Everyone who cares about affordable housing and equitable, community-driven development should be paying attention to 23rd and Union in the Central District. The developments around that intersection showcase a variety of approaches to affordability, community involvement and equitable development. Read more >


Neighbors get first look at Midtown Center plans: big grocery, pharmacy, 120 affordable units

Capitol Hill Seattle Blog
December 26, 2016
While the details of an agreement between developer Lennar Multifamily Communities, Regency Centers and Africatown Community Land Trust for the Midtown Center project are still being finalized, neighbors got their first looks at early designs for the development as it moves toward its first design review just a few days into 2017. Read more >

Shopping center developer in deal to buy 23/Union block with Africatown as partner — UPDATE

Capitol Hill Seattle Blog
December 21, 2016
Echoing a framework for “inclusive development” forged across the street where Capitol Hill Housing’s affordable Liberty Bank Building is slated to rise, the developers behind a project planned to bring a seven-story, 400-plus-unit project to 23rd and Union’s Midtown Center say they are working on a deal with Central District community nonprofit Africatown that will give the organization an ownership stake in the project. Read more >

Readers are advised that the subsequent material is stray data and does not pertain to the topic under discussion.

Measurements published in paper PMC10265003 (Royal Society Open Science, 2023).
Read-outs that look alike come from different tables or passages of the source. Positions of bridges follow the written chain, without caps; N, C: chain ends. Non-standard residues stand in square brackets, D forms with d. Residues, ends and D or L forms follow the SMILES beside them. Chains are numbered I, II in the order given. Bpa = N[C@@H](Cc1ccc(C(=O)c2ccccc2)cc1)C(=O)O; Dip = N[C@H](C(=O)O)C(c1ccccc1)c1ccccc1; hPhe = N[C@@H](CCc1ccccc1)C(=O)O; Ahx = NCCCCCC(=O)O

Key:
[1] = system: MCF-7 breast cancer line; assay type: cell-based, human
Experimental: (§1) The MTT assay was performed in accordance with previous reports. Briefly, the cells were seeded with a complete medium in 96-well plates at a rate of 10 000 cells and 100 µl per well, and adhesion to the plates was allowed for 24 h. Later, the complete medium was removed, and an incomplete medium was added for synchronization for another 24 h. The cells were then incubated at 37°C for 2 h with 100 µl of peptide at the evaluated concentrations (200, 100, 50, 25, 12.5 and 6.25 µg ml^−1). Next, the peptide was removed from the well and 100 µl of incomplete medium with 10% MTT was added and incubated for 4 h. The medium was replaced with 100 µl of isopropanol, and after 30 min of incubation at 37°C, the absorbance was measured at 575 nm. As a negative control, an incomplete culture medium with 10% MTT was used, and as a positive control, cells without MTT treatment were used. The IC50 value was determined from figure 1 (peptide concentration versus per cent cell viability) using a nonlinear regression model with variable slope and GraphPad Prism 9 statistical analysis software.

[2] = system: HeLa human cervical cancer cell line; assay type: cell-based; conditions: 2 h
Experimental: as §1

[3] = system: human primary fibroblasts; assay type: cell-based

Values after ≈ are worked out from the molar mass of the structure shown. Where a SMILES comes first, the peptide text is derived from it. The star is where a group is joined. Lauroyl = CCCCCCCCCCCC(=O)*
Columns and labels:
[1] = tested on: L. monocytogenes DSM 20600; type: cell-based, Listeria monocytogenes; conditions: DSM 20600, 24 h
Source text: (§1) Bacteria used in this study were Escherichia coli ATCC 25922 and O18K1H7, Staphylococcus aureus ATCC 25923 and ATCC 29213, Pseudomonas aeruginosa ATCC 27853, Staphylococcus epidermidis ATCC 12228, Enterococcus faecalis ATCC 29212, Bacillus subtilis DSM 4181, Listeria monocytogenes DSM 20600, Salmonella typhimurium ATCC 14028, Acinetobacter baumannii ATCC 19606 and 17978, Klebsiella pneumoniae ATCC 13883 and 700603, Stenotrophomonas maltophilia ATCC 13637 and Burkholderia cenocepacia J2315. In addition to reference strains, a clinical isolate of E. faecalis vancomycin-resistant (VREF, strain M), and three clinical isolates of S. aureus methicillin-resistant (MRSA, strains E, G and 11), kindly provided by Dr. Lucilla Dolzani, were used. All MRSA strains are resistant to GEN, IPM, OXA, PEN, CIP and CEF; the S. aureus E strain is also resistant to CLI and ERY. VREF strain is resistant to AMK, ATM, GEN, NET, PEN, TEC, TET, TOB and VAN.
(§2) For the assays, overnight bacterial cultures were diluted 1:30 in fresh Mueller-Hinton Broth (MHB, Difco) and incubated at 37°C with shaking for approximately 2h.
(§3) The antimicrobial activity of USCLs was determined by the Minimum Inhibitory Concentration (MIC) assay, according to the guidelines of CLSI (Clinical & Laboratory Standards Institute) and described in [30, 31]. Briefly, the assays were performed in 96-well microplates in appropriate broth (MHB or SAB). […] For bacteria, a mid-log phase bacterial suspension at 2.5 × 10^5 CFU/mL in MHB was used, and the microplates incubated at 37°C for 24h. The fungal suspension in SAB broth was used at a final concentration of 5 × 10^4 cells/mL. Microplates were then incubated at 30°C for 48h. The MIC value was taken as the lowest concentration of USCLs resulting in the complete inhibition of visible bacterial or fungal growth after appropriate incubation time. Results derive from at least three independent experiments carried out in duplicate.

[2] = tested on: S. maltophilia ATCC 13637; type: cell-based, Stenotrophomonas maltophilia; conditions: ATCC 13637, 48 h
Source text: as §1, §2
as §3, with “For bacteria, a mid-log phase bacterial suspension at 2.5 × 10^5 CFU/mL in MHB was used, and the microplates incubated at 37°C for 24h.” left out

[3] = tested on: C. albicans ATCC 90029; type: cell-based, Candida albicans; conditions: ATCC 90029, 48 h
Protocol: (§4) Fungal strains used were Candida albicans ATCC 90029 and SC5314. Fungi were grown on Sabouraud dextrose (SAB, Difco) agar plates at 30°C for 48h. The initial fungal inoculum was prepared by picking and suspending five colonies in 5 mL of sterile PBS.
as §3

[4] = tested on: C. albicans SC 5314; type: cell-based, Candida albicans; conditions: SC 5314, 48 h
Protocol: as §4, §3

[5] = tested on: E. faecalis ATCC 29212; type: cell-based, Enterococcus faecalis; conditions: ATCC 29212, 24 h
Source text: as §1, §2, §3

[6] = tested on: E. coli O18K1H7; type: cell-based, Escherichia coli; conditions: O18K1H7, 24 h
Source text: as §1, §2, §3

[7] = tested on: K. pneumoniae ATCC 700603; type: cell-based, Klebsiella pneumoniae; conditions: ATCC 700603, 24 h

Africatown Organizers See Opportunity With Liberty Bank Site

The Urbanist
October 19, 2016
Central District residents filed into Washington Hall auditorium on Monday to hear about four mixed-use projects and focus on maximizing the community’s benefit from each. The event was named Imagine Africatown Update after the grassroots Africatown campaign that has emerged around Black empowerment in Seattle. Read more >


Soul of CD: Africatown

September 8, 2015
A look into the Central District community of Africatown and its recent developments. Watch video >


Hacking Gentrification

Ignite Seattle
April 2, 2015
What does it mean to hack a neighborhood? To maintain culture and community as your city and environment changes around you? K. Wyking Garrett spoke at Ignite Seattle 26 on Hacking Gentrification in the Central District. Watch video >